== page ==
Mention may also be made of his chapter on inequalities, in which he proves that the arithmetic mean is always greater than the geometric mean.
Gives comparative results for winter (October to March) and summer at a few stations, the value for the season being the arithmetic mean from the individual months composing it.
Thus to show that the arithmetic mean of n positive numbers is greater than their geometric mean (i.e.
Than the nth root of their product) we show that if any two are unequal their product may be increased, without altering their sum, by making them equal, and that if all the numbers are equal their arithmetic mean is equal to their geometric mean.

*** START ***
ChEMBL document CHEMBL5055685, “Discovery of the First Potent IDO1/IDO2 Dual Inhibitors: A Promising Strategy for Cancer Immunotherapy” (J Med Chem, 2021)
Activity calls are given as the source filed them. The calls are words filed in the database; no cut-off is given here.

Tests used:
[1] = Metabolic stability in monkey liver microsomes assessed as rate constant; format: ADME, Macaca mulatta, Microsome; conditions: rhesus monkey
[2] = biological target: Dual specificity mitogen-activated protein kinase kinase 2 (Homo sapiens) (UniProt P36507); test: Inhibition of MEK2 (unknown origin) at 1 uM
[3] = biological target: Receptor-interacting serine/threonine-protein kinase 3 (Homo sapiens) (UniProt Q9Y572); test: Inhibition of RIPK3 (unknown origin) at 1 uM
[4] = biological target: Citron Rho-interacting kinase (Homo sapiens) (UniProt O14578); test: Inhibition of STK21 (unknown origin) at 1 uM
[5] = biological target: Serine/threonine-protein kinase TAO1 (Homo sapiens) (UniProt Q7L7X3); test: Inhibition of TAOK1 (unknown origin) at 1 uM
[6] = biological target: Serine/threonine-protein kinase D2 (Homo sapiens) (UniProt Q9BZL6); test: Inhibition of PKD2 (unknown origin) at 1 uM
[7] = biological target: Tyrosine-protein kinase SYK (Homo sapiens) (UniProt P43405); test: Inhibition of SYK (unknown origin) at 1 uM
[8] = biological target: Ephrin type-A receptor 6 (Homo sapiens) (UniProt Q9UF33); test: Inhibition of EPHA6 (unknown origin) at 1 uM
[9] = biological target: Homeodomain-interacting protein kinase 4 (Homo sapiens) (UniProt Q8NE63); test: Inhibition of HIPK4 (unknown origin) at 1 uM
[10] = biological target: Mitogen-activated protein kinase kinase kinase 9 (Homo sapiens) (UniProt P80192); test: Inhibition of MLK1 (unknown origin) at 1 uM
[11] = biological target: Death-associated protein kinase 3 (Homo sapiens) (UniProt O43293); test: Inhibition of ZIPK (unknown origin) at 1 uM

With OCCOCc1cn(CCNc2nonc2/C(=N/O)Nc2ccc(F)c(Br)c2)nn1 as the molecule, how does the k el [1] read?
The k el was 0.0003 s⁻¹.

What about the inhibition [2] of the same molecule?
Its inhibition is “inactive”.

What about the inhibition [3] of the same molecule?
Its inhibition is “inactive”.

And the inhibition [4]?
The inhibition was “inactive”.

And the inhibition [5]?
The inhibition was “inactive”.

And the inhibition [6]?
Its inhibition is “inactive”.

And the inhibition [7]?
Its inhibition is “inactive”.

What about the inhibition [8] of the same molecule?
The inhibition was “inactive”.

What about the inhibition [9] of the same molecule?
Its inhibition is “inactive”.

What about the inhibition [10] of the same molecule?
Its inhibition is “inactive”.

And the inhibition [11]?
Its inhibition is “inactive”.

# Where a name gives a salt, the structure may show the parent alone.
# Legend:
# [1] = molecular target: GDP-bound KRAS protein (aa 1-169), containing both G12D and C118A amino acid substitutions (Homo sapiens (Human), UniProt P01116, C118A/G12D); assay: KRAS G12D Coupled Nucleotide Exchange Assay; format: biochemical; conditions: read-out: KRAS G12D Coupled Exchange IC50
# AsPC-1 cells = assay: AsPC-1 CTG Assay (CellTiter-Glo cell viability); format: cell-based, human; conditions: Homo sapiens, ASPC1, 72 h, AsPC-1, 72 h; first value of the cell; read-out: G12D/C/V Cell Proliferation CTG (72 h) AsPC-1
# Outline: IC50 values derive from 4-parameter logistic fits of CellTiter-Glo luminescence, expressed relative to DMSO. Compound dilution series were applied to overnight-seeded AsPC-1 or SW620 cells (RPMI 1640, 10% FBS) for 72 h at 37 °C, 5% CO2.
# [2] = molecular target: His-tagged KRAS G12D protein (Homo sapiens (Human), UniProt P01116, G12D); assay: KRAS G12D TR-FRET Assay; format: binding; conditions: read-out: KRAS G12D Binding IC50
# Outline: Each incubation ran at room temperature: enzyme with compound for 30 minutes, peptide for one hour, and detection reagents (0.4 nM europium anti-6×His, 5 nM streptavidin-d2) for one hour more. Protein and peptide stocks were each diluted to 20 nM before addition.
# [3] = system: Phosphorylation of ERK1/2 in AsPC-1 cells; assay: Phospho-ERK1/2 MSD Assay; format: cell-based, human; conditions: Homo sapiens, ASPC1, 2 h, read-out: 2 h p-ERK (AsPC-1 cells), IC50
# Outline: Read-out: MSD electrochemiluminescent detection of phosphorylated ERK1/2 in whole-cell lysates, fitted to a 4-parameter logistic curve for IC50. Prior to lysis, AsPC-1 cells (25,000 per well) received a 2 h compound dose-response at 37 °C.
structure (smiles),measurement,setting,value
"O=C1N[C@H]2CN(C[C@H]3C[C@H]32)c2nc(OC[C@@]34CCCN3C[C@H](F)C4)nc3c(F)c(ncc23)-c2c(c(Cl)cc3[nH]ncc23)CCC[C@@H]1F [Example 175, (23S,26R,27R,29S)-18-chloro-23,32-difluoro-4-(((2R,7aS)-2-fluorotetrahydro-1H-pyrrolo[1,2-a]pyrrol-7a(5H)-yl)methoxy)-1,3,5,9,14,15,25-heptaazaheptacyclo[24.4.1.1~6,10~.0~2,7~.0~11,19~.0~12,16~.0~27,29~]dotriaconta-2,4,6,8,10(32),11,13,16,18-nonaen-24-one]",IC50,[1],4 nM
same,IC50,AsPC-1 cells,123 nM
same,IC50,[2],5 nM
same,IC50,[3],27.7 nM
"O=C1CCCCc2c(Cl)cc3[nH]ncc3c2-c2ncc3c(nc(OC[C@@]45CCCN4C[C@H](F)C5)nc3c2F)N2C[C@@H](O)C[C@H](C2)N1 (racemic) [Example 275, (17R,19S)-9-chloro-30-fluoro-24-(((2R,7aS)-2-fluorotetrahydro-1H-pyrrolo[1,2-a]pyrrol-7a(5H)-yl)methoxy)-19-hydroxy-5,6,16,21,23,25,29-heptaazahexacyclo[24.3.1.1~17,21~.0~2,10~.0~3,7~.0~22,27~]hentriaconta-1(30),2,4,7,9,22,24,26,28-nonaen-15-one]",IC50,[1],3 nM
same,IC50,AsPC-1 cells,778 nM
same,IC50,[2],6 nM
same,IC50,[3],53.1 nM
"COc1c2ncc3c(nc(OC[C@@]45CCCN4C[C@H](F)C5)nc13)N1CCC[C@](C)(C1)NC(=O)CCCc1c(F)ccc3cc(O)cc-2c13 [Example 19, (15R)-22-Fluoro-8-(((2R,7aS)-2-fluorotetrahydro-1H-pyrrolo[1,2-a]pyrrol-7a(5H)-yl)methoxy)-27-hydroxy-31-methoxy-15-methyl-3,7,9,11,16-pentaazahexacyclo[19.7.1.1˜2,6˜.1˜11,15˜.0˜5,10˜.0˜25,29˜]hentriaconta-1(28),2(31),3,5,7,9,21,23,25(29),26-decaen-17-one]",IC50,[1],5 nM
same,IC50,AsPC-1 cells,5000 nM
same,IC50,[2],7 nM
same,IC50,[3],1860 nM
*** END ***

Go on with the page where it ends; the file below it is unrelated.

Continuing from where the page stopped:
These theorems, which hold for the motion of a single rigid body, are true generally for a flexible system, such as considered here for a liquid, with one or more rigid bodies swimming in it; and they express the statement that the work done by an impulse is the product of the impulse and the arithmetic mean of the initial and final velocity; so that the kinetic energy is the work done by the impulse in starting the motion from rest.